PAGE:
The average overdraft fee costs consumers $35 per infraction, which makes it an inconvenient and frustrating part of day-to-day banking for many people. But some major banks — Capital One, Bank of America, Truist, U.S. Bank and Wells Fargo — have made recent moves to reduce or eliminate overdraft fees for their customers. In 2019, Discover also moved to remove fees on all of its bank accounts, including overdraft fees, and Ally Bank removed overdraft fees in 2021.
According to research from the Consumer Financial Protection Bureau, banks collectively earned more than $15 billion in overdraft fees in 2019, which means that individual banks could potentially miss out on hundreds of millions of dollars if they stop charging overdraft fees. For example, Capital One’s move to remove overdraft fees will cost the company $150 million, according to a spokesperson.
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So what’s in it for the banks that are getting rid of these fees?
Why are banks removing or reducing overdraft fees?
“Overdraft fees are deeply unpopular with consumers, and consumers have more choices now,” says Leigh Phillips, CEO of nonprofit fintech SaverLife and the chair of the Consumer Advisory Board for the Consumer Financial Protection Bureau. “They used to just have mainstream options like banks and credit unions or fringe services like payday loans. Now neobanks and challenger banks are creating services that are a good fit for a variety of consumers.”
With the rise of these new, smaller banks, plus online and mobile-first banking services, the banking industry has had to find more ways to compete for new customers. Overdrafts can be stressful and expensive, and if a bank can help customers avoid these potentially significant fees, that bank could be more appealing to consumers.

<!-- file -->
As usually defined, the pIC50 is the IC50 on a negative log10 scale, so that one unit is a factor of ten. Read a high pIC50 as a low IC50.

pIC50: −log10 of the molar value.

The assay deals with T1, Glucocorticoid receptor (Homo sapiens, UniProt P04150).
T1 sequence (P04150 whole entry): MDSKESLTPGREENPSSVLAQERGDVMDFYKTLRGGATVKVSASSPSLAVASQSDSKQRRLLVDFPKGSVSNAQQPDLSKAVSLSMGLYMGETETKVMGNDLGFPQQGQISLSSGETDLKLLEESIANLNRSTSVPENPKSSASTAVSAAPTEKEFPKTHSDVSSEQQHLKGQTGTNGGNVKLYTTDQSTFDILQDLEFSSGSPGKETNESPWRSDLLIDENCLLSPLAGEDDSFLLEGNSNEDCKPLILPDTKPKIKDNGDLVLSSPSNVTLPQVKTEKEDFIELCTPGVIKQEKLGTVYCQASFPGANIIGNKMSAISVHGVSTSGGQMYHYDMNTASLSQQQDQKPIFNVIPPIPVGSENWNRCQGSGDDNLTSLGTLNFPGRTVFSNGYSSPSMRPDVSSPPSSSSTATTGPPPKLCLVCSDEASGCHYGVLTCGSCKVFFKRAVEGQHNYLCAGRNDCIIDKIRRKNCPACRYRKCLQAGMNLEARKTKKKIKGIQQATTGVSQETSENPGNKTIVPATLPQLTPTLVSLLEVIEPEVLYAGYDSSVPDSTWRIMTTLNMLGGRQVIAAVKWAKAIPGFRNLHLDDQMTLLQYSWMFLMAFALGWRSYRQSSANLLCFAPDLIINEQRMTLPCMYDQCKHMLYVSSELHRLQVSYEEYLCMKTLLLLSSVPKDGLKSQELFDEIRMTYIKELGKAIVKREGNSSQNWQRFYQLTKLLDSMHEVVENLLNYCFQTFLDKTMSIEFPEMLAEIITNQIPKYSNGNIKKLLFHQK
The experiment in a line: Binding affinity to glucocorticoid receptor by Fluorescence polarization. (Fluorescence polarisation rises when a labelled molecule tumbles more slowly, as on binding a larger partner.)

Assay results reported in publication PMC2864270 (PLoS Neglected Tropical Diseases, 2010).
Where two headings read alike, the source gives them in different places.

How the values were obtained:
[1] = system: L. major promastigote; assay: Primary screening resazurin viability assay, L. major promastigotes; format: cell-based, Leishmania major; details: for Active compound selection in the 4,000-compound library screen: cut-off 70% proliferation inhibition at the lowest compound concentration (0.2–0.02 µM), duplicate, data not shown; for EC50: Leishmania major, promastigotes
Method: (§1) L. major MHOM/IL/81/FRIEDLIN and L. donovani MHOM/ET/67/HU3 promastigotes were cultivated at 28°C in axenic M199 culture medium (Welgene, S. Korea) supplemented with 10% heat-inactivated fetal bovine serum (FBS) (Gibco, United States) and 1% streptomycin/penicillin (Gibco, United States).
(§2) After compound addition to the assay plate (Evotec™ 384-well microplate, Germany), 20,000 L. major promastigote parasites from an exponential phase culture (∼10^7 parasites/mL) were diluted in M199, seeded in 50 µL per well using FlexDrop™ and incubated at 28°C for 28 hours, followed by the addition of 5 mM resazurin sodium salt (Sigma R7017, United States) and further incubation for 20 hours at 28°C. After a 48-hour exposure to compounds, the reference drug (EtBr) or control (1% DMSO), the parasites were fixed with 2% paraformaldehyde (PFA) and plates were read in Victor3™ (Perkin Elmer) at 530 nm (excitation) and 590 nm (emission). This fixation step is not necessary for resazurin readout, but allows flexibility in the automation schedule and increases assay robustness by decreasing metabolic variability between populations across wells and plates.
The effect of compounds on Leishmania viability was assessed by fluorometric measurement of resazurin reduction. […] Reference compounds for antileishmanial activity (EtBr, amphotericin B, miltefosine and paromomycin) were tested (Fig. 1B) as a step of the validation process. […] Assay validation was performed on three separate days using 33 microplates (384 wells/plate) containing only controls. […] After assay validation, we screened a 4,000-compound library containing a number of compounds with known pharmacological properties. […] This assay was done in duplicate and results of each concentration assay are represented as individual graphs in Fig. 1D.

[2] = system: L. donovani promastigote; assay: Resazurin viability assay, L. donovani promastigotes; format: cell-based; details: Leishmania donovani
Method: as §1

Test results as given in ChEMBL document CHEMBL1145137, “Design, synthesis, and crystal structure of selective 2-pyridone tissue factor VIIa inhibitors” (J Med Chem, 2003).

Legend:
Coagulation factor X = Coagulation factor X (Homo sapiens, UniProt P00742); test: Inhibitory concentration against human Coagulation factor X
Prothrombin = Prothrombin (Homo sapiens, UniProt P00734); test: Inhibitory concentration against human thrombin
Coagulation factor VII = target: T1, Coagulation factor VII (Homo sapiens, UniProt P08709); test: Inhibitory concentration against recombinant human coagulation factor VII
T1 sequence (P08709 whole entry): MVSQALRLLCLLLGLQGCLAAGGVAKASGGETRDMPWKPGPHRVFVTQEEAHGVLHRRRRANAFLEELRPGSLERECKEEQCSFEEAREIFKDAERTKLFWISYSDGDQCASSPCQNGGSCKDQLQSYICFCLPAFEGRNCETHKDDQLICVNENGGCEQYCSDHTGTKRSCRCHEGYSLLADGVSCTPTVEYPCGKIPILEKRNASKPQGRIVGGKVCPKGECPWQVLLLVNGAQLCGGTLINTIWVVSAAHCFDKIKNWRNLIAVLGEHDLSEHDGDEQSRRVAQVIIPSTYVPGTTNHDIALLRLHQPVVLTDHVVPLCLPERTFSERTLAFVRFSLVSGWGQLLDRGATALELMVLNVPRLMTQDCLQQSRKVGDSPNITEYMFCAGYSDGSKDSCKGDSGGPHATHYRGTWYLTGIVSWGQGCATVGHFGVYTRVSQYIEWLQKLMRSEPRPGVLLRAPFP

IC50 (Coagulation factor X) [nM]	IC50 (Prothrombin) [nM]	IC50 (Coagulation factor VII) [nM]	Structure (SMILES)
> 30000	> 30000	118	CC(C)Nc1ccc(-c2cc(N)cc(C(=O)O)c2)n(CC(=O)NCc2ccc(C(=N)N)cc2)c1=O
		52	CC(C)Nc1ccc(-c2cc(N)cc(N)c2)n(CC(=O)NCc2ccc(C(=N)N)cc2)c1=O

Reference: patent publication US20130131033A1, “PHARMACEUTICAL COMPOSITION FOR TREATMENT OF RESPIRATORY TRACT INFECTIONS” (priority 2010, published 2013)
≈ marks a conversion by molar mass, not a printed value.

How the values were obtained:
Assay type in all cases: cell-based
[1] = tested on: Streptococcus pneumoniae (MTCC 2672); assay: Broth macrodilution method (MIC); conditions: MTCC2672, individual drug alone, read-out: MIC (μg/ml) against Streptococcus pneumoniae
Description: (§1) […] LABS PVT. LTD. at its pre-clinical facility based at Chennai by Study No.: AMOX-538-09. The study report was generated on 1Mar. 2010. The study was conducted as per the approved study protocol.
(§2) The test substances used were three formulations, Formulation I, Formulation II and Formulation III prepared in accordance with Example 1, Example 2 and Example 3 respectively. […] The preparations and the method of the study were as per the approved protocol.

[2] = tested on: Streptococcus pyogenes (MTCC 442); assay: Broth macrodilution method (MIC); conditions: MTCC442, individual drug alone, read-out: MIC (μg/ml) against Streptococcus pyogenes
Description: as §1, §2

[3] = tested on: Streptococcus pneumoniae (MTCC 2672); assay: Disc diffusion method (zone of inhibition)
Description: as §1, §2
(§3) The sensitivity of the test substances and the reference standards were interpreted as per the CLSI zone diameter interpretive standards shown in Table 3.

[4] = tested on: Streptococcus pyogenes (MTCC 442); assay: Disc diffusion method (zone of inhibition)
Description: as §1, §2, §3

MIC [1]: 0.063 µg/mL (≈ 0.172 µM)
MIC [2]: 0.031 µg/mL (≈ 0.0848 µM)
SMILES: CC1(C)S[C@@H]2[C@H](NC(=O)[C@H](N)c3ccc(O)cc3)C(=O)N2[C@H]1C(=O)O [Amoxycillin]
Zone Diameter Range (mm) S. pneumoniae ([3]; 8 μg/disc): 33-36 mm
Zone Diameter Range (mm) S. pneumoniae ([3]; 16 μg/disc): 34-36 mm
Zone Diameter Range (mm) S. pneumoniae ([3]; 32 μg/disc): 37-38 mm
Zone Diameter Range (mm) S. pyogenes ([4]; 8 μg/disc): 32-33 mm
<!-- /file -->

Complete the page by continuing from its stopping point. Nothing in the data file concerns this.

“What we’ve found is that when we make these kinds of changes, our customers notice and prospective customers notice, too,” says a Capital One spokesperson. “We have come to realize that these policies, while expensive in the short term, pay off in the long run.”
Some financial institutions, such as Chime and SoFi, have gone as far as to offer consumers a certain amount of money — similar to a line of credit — that they can tap if they overdraw their accounts. These features are provided for free with qualifying account activity. For example, Chime’s SpotMe feature can give customers up to $200 to cover the cost of a transaction instead of overdrafts, and SoFi offers customers up to $50.
The current system for overdrafts
Overdraft fees often involve more than just the one-time fee for overdrawing an account. Sometimes, a bank will …….